What happens when you go on a ski trip and stay at high altitude? How do diuretics help with the regulation of blood pressure? How do we maintain our body temperature or respond to an infection? This course considers the fundamental principles of physiology using the human body as the model system. We examine genetic, cellular, organismal and evolutionary aspects of how our bodies operate to enable us to eat, sleep, move, breathe and reproduce. We consider how our mammalian bodies tackle the problems of terrestrial life. The laboratory includes independent, experimental investigations with an emphasis on experimental design, data collection and analysis. Kathleen Susman.

Prerequisite(s): BIOL 106 and either BIOL 105, AP Biology with a 4 or 5 AP score, or IB higher level 5, 6 or 7 test score, unless otherwise noted.

Two 75-minute periods and one 4-hour laboratory

218 Cellular Structure and Function 1Semester Offered: Fall

An introduction to cell biology, with a focus on subcellular organization in eukaryotes. The regulation and coordination of cellular events, and the specializations associated with a variety of cell types are considered. Topics include organelle function, the cytoskeleton, and mechanisms of cell division. Laboratory work centers on investigations of cell function with an emphasis on biological imaging. Nancy Pokrywka.

Prerequisite(s): BIOL 106.

Two 75-minute periods; one 4-hour laboratory.

226 Animal Structure and Diversity 1Semester Offered: Spring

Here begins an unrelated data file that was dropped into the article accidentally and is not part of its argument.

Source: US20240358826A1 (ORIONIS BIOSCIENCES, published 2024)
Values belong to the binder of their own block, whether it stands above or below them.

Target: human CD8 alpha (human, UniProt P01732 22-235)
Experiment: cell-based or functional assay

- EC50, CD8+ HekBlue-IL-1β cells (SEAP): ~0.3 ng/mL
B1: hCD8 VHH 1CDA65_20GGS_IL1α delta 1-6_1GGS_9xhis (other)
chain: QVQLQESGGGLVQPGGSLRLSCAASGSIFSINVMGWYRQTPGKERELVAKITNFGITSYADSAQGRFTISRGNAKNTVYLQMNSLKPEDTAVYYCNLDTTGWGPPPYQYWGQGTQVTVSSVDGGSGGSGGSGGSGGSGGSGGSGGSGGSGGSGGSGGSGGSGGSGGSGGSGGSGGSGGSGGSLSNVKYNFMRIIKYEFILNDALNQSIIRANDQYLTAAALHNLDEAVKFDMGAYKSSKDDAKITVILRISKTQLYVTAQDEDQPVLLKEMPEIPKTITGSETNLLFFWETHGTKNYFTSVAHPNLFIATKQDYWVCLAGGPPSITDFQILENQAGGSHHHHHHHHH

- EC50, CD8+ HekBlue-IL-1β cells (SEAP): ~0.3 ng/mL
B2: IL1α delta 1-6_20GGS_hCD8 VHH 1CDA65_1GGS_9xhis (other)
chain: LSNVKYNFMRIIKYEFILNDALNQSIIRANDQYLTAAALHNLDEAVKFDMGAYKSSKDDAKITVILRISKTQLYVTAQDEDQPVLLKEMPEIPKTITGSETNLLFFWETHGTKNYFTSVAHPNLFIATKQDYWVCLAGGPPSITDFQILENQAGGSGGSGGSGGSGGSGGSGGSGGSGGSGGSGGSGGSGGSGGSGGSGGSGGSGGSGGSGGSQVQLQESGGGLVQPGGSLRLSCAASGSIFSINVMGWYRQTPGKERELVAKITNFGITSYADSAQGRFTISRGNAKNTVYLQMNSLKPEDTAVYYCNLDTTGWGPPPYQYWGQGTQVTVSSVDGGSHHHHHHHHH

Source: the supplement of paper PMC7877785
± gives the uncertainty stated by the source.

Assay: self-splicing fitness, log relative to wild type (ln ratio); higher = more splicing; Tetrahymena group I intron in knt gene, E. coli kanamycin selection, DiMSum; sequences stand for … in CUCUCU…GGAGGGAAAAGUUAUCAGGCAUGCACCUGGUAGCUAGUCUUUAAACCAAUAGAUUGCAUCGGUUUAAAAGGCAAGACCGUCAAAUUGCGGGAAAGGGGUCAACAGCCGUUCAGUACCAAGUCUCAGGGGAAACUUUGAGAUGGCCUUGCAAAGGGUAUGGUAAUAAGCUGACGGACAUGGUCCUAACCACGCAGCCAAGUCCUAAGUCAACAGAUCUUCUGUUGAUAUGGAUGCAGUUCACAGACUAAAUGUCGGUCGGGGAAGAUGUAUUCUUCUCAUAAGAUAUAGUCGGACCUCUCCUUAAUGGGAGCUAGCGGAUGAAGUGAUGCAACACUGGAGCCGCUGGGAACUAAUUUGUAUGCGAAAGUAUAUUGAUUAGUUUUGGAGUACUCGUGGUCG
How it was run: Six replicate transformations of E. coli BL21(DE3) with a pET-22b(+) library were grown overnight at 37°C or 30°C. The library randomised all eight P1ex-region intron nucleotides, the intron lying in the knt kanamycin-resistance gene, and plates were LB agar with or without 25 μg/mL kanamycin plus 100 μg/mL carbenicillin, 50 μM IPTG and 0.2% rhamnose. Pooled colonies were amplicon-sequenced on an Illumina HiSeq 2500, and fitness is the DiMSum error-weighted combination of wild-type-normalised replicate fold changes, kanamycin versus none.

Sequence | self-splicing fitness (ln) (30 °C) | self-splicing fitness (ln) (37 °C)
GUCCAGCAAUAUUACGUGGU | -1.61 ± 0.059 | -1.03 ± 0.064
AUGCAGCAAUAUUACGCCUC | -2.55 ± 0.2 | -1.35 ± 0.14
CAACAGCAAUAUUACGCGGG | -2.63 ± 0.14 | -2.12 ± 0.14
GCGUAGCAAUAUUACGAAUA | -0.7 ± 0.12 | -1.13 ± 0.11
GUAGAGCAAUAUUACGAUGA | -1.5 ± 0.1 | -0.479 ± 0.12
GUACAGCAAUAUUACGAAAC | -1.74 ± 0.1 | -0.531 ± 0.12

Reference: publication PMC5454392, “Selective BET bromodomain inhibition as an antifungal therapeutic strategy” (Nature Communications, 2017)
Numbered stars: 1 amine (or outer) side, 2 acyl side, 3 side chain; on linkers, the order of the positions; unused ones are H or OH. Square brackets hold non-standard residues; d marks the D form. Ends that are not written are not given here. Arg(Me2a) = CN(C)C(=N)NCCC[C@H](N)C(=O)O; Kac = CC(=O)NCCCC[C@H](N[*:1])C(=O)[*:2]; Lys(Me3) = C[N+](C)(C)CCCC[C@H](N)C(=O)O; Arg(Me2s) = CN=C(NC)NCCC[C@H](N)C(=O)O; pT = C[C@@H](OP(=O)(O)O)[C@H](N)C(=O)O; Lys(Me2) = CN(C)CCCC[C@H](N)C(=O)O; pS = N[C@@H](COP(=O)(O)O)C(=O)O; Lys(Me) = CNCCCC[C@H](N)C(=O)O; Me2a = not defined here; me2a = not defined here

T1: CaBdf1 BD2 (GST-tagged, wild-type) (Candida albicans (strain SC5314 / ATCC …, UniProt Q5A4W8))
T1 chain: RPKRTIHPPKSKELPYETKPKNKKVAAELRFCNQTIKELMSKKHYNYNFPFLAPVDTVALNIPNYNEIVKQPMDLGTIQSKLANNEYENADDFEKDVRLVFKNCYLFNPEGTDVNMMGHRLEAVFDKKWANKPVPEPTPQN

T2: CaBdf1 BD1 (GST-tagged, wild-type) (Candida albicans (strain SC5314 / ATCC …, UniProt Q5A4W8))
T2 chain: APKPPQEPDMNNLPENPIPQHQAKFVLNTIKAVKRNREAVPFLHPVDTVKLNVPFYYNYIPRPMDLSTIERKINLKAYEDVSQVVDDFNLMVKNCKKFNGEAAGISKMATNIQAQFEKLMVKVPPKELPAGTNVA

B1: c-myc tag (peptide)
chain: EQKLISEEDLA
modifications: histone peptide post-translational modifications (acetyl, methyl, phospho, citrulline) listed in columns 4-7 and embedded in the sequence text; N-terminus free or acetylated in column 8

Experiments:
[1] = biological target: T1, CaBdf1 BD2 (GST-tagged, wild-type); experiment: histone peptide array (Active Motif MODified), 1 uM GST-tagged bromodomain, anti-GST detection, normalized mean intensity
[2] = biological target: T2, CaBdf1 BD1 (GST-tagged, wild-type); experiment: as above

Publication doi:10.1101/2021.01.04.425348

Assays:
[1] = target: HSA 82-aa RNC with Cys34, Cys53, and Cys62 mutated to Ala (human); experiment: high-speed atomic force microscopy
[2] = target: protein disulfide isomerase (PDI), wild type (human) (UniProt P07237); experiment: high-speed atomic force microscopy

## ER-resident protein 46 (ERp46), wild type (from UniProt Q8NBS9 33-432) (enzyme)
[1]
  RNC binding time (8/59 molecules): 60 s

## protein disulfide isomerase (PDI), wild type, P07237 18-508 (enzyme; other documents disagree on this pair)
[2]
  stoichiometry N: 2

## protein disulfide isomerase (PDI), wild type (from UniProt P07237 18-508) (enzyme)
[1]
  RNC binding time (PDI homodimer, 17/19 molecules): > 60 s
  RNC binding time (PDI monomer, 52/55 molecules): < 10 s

The members of the animal kingdom are compared and analyzed in a phylogenetic context. Emphasis is placed on the unique innovations and common solutions evolved by different taxonomic groups to solve problems related to feeding, mobility, respiration, and reproduction. Laboratory work centers on the comparative study of the anatomy of species representative of the major animal phyla. The department.

Prerequisite(s): BIOL 106.

Two 75-minute periods; one 4-hour laboratory.

228 Animal Physiology 1Semester Offered: Fall

A comparative examination of the mechanisms that animals use to move, respire, eat, reproduce, sense, and regulate their internal environments. The physiological principles governing these processes, and their ecological and evolutionary consequences, are developed in lecture and applied in the laboratory. Kelli Duncan, Megan Gall, John Long.

Prerequisite(s): BIOL 106.

Two 75-minute periods; one 4-hour laboratory.

232 Developmental Biology 1

The study of embryonic development including gametogenesis, fertilization, growth, and differentiation. Molecular concepts of gene regulation and cell interactions are emphasized. The laboratory emphasizes classical embryology and modern experimental techniques. Straus.

Prerequisite(s): BIOL 106.

Not offered in 2018/19.

Two 75-minute periods; one 4-hour laboratory.

238 Molecular Genetics 1Semester Offered: Spring

Principles of genetics and methods of genetic analysis at the molecular, cellular, and organismal levels. Emphasis is placed on classical genetic experiments, as well as modern investigative techniques such as recombinant DNA technology, gene therapy, genetic testing, and the use of transgenic plants and animals. Jennifer Kennell, Nancy Jo Pokrywka.

Prerequisite(s): BIOL 106.

Three 50-minute periods; one 4-hour laboratory.

241 Ecology 1Semester Offered: Fall

Population growth, species interaction, and community patterns and processes of species or groups of species are discussed. The course emphasizes these interactions within the framework of evolutionary theory. Local habitats and organisms are used as examples of how organisms are distributed in space, how populations grow, why species are adapted to their habitats, how species interact, and how communities change. Field laboratories at Vassar Farm and other localities emphasize the formulation of answerable questions and methods to test hypotheses. Carol Christenson, Megan Gall, Margaret Ronsheim.

Prerequisite(s): BIOL 106.

Three 50-minute periods; one 4-hour field laboratory.